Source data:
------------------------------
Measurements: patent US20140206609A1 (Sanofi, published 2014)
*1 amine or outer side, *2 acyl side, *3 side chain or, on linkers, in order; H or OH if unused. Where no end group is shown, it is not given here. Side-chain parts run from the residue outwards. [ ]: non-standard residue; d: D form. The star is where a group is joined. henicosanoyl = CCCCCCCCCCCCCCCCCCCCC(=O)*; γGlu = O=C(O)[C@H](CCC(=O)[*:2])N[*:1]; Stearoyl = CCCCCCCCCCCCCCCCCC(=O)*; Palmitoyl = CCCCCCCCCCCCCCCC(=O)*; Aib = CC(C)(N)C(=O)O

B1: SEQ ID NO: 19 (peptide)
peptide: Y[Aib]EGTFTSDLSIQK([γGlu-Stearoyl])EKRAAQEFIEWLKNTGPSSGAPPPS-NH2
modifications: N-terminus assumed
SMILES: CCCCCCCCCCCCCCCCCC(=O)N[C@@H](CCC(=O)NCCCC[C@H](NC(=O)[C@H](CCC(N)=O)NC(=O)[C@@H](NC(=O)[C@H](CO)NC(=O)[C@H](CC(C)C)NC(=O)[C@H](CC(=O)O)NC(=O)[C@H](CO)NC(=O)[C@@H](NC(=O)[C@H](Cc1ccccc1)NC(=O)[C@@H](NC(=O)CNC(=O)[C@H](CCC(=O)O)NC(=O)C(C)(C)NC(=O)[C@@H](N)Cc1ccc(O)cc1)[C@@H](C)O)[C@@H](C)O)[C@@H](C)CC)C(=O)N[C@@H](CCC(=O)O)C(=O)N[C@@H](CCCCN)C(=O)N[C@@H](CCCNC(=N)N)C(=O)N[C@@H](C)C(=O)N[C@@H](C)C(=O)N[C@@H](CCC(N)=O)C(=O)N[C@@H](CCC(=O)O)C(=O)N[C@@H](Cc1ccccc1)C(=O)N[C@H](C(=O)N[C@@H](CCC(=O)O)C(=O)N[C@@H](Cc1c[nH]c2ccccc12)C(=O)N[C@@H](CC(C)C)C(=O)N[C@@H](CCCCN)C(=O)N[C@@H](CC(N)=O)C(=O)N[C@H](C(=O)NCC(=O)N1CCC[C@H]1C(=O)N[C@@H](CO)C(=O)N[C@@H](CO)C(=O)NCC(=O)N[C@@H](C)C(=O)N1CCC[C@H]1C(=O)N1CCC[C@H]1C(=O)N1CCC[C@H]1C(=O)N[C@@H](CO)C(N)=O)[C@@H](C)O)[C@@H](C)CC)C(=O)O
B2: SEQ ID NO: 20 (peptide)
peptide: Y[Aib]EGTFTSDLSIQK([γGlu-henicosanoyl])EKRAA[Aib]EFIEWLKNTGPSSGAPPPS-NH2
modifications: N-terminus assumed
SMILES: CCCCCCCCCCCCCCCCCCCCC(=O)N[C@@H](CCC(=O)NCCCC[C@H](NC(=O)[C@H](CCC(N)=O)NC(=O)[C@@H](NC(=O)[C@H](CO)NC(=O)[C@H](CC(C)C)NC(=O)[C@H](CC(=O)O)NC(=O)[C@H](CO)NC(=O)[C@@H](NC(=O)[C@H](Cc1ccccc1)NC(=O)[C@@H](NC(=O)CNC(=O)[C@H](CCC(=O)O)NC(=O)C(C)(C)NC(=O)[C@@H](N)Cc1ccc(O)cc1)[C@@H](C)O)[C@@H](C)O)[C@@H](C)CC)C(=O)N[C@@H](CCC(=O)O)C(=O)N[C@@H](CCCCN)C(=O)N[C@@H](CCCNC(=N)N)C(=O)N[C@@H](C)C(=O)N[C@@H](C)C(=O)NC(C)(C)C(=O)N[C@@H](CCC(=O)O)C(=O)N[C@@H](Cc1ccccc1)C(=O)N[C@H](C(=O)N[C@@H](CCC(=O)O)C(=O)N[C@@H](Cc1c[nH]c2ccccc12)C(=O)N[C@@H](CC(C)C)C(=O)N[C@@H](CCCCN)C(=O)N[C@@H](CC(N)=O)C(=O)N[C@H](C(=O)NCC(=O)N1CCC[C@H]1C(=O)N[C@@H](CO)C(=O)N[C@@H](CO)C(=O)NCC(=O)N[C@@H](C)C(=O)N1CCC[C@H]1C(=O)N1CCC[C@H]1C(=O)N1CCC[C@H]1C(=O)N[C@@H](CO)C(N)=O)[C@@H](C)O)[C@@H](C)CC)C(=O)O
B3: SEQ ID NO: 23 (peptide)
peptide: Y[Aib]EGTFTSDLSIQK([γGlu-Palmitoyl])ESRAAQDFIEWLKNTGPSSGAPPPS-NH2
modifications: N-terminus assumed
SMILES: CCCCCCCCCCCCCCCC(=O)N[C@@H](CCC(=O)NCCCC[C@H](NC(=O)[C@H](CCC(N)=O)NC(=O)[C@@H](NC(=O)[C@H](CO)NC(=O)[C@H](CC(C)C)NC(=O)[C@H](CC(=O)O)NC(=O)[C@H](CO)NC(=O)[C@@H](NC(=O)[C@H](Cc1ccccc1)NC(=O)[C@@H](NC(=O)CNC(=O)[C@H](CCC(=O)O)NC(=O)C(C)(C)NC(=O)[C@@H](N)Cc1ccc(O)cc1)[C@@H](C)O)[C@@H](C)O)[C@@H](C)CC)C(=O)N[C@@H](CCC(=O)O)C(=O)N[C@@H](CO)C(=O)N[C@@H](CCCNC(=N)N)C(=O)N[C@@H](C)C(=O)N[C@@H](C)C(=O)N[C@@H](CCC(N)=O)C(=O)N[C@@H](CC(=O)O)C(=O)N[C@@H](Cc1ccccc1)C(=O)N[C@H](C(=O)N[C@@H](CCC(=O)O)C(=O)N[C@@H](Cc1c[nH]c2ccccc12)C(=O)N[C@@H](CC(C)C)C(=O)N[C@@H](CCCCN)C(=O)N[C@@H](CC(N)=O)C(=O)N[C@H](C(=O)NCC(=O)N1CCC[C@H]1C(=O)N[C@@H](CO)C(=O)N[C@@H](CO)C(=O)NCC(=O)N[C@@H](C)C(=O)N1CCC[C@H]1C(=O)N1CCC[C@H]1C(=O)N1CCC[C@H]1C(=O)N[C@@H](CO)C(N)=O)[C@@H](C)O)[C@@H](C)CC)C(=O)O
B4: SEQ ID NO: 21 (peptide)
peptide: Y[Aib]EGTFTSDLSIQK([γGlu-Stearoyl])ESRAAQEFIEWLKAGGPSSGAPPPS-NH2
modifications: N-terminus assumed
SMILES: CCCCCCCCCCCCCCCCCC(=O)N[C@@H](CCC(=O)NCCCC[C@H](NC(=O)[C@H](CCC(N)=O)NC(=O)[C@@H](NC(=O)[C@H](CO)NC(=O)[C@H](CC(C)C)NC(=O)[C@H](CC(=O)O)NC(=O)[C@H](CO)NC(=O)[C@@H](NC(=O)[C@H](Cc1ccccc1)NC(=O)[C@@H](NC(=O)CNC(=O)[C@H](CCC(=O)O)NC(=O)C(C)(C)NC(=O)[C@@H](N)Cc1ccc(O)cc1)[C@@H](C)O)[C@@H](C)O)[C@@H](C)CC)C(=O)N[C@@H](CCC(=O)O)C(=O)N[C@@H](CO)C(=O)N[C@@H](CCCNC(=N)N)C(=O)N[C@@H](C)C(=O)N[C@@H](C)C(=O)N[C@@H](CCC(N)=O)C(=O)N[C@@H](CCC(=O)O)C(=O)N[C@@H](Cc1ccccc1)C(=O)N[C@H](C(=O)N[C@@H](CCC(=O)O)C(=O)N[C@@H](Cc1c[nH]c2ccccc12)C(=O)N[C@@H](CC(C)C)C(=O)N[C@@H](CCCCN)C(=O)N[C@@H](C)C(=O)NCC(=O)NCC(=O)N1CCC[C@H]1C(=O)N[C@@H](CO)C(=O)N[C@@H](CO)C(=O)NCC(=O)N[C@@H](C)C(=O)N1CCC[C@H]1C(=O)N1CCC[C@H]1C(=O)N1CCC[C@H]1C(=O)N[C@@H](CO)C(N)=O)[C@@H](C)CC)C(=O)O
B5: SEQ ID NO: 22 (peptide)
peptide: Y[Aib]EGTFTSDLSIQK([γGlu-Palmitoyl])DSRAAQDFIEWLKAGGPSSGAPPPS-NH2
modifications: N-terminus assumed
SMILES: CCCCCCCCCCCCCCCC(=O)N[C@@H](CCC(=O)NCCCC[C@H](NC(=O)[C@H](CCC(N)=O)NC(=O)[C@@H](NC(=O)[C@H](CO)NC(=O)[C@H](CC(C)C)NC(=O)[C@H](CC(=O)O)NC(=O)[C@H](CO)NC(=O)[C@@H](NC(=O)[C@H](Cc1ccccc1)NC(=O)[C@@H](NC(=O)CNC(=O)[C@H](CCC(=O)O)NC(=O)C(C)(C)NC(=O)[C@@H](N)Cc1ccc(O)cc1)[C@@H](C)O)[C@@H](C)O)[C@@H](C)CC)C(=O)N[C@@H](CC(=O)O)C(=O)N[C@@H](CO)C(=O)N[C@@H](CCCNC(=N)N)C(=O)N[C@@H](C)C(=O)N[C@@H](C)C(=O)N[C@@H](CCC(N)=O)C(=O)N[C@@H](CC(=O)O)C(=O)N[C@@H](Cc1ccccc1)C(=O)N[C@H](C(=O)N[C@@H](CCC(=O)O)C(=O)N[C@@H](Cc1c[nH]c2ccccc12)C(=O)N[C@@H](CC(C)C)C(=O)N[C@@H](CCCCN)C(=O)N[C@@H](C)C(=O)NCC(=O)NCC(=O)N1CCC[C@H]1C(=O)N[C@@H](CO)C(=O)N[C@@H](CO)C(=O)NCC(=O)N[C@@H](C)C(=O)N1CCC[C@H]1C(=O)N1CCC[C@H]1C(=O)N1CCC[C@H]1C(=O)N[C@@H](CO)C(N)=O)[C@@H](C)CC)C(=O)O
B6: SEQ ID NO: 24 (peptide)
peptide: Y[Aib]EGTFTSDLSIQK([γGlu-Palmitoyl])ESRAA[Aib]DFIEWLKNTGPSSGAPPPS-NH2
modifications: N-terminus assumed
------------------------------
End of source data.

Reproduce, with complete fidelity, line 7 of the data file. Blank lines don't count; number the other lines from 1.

B2: SEQ ID NO: 20 (peptide)